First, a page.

While car loans, school-bus fees or utilities could be covered by the aid package, she said what people really needed was help finding work. “The government has to help those of us who have lost our jobs, help us learn new skills or enter new fields of work.”
Yap Lay Sheng, senior advocacy and research officer at the Women’s Aid Organisation NGO, said women in Malaysia were at higher risk of unemployment.
“The pandemic has amplified the existing gender inequalities of our society. In the second quarter of 2020 after Malaysia’s lockdown, women’s unemployment rate stood at 5.5 per cent compared to 4.7 per cent for men,” she said.
“As tourism and hospitality, accommodation, health and education, and other services where women’s employment is concentrated recover slower than the rest of the economy, these gender gaps in unemployment will only widen.”
Community-driven programmes such as an initiative to teach women from low-income groups sewing skills have been forced to take on more dynamic measures when faced with the months-long lockdown.
“The team started out by making a few hundred batik face-masks to be distributed to communities in need for free. As it turns out, people from the corporate sector saw our face masks and decided to order them in bulk for their staff, said Komuniti Tukang Jahit (or Tailor Community) founder Yap Sue Yii. “Immediately the team worked on improving the masks on every level – functionality, fit, design, fabrics, durability. Even as a social enterprise we were still able to help the community by providing them jobs through the orders of these masks.”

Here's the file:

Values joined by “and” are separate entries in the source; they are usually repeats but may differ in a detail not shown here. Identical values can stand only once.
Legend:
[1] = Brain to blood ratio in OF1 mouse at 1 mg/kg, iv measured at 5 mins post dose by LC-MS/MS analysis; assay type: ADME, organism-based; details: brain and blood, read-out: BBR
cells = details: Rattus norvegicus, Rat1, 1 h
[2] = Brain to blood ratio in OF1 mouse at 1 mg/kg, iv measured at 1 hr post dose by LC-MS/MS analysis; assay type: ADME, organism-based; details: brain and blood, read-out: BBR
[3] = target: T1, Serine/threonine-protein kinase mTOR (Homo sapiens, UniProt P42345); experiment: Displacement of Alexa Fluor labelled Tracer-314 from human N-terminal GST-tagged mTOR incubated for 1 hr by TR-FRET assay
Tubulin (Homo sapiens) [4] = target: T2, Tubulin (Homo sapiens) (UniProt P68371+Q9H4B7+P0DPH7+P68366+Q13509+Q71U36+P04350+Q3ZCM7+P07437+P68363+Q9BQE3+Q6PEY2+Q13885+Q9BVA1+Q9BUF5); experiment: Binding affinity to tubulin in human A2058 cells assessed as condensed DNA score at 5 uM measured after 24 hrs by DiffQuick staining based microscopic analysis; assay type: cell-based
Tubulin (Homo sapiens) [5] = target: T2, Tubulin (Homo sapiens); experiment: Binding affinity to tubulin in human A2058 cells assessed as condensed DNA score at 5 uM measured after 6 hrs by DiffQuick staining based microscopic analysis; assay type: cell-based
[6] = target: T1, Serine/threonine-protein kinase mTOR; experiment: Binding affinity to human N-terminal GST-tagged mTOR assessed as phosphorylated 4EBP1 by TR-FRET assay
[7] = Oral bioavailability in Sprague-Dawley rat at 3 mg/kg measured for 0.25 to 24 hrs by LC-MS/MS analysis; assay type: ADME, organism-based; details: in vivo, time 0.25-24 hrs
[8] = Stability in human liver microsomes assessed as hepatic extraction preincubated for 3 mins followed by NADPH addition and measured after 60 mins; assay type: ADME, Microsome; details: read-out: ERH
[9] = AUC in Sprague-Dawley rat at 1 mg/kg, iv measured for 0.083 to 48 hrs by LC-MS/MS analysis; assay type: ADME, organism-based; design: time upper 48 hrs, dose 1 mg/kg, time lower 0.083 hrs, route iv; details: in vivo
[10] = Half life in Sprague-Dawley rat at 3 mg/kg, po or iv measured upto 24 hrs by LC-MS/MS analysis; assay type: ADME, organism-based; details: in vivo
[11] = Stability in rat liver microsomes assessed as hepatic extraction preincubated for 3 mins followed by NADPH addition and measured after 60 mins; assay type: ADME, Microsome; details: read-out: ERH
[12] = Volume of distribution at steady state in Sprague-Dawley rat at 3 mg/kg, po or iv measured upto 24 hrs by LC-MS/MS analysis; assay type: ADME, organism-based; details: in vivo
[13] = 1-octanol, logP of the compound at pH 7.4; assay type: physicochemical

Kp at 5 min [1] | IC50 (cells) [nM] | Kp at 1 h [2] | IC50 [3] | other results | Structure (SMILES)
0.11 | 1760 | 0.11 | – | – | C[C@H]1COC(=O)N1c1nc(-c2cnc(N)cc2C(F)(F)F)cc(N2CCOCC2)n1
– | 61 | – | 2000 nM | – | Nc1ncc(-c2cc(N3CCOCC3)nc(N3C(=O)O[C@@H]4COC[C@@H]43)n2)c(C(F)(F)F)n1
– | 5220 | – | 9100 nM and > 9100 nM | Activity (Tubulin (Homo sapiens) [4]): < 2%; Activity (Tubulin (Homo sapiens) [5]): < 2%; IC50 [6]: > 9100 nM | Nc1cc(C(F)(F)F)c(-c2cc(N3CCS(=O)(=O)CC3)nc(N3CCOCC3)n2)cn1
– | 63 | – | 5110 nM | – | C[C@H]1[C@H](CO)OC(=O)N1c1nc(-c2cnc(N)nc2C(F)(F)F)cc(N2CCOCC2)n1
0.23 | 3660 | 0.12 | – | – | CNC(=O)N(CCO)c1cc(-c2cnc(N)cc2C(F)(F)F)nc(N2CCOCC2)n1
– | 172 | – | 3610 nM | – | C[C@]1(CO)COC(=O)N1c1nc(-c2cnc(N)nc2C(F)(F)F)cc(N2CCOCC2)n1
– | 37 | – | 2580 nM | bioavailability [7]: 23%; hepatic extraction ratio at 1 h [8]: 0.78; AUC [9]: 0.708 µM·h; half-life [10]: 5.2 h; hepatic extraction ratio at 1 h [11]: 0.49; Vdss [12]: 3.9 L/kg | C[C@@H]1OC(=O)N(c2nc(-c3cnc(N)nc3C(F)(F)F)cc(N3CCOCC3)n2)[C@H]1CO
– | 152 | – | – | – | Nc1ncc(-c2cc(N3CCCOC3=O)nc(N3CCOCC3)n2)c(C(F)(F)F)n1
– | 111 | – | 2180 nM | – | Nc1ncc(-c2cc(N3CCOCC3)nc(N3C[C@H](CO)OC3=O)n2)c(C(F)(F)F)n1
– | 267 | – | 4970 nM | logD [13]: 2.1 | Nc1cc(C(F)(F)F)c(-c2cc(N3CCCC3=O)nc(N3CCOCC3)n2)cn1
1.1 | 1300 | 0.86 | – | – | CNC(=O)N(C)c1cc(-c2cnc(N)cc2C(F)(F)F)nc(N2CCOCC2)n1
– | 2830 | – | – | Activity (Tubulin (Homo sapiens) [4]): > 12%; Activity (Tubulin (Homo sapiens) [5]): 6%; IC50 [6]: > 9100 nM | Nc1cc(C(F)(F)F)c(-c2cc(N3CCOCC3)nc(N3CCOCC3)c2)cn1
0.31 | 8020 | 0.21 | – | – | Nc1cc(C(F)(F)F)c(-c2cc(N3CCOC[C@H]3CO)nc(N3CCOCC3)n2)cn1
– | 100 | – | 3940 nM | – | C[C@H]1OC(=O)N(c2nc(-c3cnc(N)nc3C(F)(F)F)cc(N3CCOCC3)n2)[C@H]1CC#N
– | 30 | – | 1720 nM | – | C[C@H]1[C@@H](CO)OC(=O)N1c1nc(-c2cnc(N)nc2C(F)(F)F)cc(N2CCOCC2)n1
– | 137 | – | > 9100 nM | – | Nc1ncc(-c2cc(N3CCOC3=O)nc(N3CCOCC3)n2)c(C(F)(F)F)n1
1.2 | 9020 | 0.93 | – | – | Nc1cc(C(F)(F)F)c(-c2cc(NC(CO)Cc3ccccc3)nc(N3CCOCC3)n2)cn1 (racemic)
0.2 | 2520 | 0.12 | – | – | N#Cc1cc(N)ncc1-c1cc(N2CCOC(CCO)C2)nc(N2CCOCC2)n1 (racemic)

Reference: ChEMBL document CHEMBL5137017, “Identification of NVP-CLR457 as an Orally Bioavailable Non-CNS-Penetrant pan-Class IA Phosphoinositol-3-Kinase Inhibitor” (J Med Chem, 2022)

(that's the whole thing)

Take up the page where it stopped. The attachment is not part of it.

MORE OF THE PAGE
Yap said the husbands of the women who worked with Komuniti Tukang Jahit had been losing their jobs since the pandemic. “But there are some even more unfortunate stories, such as some single mothers who lost their day jobs, which is difficult when they are the only ones to put food on the table.”
By : Tashny Sukumaran – SCMP